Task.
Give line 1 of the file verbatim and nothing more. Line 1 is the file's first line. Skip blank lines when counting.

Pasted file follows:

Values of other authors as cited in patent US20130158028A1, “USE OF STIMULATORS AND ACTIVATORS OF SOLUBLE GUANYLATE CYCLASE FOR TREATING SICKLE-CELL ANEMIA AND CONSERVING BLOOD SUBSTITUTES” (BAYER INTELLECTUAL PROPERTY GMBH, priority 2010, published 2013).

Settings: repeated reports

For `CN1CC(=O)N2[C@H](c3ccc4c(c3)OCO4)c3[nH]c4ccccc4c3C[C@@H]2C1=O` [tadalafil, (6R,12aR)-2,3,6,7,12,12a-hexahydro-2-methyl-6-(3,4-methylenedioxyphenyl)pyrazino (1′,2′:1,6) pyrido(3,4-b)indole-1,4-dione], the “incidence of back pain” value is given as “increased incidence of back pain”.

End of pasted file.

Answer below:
Values of other authors as cited in patent US20130158028A1, “USE OF STIMULATORS AND ACTIVATORS OF SOLUBLE GUANYLATE CYCLASE FOR TREATING SICKLE-CELL ANEMIA AND CONSERVING BLOOD SUBSTITUTES” (BAYER INTELLECTUAL PROPERTY GMBH, priority 2010, published 2013).